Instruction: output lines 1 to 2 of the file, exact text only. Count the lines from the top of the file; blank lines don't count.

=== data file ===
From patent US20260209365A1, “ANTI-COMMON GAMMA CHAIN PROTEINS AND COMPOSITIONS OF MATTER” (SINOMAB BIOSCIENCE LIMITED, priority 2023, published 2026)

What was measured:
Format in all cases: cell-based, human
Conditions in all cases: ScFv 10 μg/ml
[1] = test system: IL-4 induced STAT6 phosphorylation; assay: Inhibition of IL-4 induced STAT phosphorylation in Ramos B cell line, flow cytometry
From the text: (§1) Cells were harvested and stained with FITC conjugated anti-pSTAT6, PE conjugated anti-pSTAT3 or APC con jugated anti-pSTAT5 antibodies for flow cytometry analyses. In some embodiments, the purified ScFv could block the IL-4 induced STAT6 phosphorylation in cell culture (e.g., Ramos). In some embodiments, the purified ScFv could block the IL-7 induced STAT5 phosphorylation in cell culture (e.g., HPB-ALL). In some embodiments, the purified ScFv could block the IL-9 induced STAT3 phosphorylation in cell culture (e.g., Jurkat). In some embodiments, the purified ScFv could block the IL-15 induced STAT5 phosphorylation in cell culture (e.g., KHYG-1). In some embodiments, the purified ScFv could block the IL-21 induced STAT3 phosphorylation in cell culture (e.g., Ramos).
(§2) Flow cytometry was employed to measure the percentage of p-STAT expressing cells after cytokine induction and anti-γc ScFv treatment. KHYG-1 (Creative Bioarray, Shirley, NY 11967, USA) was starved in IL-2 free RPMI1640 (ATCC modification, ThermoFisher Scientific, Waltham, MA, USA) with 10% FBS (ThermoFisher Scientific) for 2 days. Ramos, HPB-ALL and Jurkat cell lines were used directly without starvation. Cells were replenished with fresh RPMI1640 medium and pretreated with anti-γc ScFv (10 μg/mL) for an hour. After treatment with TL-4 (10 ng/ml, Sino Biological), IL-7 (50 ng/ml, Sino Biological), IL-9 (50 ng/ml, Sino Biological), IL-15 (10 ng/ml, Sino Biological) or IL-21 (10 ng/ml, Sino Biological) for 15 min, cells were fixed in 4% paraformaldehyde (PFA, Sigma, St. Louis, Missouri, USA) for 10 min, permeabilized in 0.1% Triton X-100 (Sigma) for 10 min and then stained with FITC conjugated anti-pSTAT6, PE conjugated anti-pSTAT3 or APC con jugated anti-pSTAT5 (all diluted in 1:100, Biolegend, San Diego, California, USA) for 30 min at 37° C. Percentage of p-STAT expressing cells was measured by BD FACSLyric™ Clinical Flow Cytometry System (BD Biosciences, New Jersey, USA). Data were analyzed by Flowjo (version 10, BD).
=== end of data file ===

From patent US20260209365A1, “ANTI-COMMON GAMMA CHAIN PROTEINS AND COMPOSITIONS OF MATTER” (SINOMAB BIOSCIENCE LIMITED, priority 2023, published 2026)

What was measured: